Keeping The Pace

What a longish day!
Prior to surgery

Off he goes

One of the bravest boys I know!  I couldn't do this knowing I would be awake! 

This is a picture of Sam's defective heart and where they were going to place both wires and where they would access the the two lower chamber and the junction in the middle where more issues reside

Post Op

Lucky number 60! More than doubling Sam's heart rate! 

One overwhelmed young man but better than ever.

A view from Sam's room.  


Everything with Sam's pace maker surgery has gone so well; such a tender mercy.  Our doctor has been so amazing and his Fellow was outstanding.  They spent so much time prior to surgery educating Sam on what is wrong with his heart.  They even drew pictures to help him understand the procedure.

When we first checked in, the nurse told me that Sam would in fact be under general anesthesia and I felt like a ton of worry had been lifted.  All along,we were told he would be awake.  That amazing feeling lasted all of 20 minutes until Anesthesia came in and said, "No, I don't feel comfortable putting him under with the condition of his lungs and liver."

Ugh...so awake he was.  We came here just planning on a one lead, pace maker.  They determined that because of his Right bundle branch block they needed to place two wires in his heart.  One in the upper right atrium and one in the lower right atrium.  They also needed to access the lower parts of his heart so they decided to do a second procedure and enter the main artery in his groin.  That procedure was to get a better look at why his heart isn't initiating a beat and to get more precise measurements of each ventricle, left chamber, junction nodes etc.

I am so thankful that they didn't run into any complications with his Arterior Venous Malformations or lung problems. No excessive bleeding. His biggest risk at this point is infection.  He has no immunity left so they are running IV antibiotics tonight and tomorrow.  As soon as he gets healed from this, we will head back to Immunology and start on immune therapy to keep him in better health this winter...finger's crossed.

When they brought Sam back to the recovery room and hooked him back up to all his heart leads the monitor started beeping out a rhythm that sounded so beautiful and glorious!  A beat of 60.  Steady, solid 60 beats per minute!  I couldn't even speak!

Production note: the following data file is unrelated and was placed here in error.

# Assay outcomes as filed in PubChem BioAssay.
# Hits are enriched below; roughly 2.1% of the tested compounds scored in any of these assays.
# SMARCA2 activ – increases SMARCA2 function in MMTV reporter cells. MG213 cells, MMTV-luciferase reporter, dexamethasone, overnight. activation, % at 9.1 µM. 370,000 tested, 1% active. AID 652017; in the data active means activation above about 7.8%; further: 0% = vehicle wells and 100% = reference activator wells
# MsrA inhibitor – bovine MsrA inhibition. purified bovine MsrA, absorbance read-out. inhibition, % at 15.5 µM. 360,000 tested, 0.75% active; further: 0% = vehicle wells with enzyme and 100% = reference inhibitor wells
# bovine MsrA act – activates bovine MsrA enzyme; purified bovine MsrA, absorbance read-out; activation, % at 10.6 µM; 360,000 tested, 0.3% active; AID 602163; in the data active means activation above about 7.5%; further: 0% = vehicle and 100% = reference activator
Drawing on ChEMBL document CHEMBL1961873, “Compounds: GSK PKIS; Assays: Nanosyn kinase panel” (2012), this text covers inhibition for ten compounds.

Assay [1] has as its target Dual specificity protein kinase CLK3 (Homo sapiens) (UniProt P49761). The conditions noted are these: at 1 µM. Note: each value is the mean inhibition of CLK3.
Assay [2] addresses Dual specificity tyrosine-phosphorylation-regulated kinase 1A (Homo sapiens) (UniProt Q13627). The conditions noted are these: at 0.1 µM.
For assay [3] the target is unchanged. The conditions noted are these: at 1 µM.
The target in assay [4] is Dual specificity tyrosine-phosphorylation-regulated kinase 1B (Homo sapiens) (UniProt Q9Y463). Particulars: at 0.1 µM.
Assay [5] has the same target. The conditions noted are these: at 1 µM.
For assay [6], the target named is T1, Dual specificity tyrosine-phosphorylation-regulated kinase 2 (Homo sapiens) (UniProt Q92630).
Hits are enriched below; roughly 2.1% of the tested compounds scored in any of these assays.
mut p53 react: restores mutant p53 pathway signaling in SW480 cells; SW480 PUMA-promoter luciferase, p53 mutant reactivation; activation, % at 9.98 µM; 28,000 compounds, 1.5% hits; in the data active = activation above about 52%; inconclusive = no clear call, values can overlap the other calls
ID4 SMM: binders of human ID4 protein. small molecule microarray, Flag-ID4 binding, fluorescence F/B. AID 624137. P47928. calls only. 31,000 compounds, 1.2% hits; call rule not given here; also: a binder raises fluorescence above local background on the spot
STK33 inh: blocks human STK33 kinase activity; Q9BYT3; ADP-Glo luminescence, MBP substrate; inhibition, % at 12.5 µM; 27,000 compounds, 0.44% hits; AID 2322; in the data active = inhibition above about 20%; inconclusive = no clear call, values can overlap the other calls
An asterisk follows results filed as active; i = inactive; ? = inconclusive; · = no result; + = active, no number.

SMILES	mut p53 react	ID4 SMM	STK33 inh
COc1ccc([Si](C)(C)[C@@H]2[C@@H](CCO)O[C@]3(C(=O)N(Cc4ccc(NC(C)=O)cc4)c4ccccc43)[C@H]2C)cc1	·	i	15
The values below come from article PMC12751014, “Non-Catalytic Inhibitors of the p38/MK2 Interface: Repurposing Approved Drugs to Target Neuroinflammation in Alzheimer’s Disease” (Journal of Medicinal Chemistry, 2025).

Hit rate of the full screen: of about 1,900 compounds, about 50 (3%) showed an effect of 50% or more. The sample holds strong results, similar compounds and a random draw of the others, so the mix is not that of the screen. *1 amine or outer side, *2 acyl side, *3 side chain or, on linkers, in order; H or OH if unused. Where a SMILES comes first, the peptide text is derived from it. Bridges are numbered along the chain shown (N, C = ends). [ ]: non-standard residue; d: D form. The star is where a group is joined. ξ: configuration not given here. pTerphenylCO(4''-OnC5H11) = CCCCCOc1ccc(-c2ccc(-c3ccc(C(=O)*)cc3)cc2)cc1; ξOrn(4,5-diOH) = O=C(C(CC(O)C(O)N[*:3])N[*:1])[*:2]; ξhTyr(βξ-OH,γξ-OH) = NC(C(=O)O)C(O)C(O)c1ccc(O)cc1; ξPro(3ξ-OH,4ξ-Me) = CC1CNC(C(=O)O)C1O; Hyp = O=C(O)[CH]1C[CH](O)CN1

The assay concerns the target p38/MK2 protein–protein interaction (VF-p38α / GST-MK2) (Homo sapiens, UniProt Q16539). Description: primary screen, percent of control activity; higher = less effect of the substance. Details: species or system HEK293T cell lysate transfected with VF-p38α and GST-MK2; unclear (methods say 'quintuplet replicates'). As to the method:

I just started crying. The doctor looked at me funny and I said, "It's such a steady, amazing number!  My new favorite number!"  He smiled and said, "Yes!  It is.  I guess that you have missed that."  I had never thought how much I have missed seeing that number on any of my kids.  It's the number of life!  It's the number that infused me with hope!

Sam has been on strict bed rest all afternoon.  He has had to have his arm restrained because he can't move it above his elbow for 4-8 weeks.  They also needed him flat until the aorta at the groin site had clotted off and was not bleeding.  That took all afternoon.  He's been up walking and guess what...not dizzy!  Not out of breath!  Not like an 80 year old!  He's my boy, my 19 year old boy with a normal, albeit computerized heartbeat.

I am amazed!  I am amazed at God and I am amazed at science and I am amazed at our skilled team of cardiologists.  We are truly blessed.

Sam had a panic attack during the procedure and hyperventilated so that was traumatic for him.  When I kissed him in the recovery room, I said, "Listen to your heartbeat Sam!  It's normal!" He got pretty emotional and his lips quivered but he was afraid to cry, just looked shocked and panicked.  He is overwhelmed.  It's been a rough day with everything he has witnessed and been through but we will work through that.

Thank you for so many prayers and warm thoughts. Sam was able to have a blessing from his brother and cousin before we left and all of his friends serving missions have been praying for him and that has given him so much strength to feel all that love.  He has the greatest friends!

Tomorrow, I will be trained on how to care for things from here on out.  I'm still so overwhelmed with what we have been through this year and what lies ahead even still.  I mostly did okay today but it took every ounce of energy I had to stay in a place of hope and faith.  At 11:33 this morning, I was hit with the most profound feeling that I needed to pray at that very minute.  At the same time, I felt extremely panicked but I sat on the edge of my chair and prayed, then waited for a nurse to come through the door to tell me Sam had coded...they didn't and I'm sure now that he didn't and since I was crying when the doctor came out to let me know things went well, I forgot to ask what happened at 11:33.

Whatever that was about...it's okay now.  I know we will have some trauma to work through once the adrenaline tide retreats and all of this will hit me hard, like it always does when the dust settles.

PS...It's been really hard to find any literature on heart conditions and Dyskeratosis Congenita.  All the doctors say...Nope...not related.  In my mom of mom hearts, I am having a hard time jumping on their bandwagon.  I was shocked to pieces when the Fellow came in and told me that he did find one Journal article describing a similar situation in a DC patient.  I asked him to print me a copy and I hope he remembers.  I also asked if he and Dr. F would be willing to write up a case article on Sam so that it is at least documented that a boy with DC has conduction heart issues as well as cardiac AVM's.

It was priceless to see the look on the Fellow's face when I asked him for that favor!  It was like a kid at Christmastime.  I love having doctors who love the opportunity to learn.  He was almost giddy which made me smile.  I actually wanted to hug him but refrained...Ha ha.
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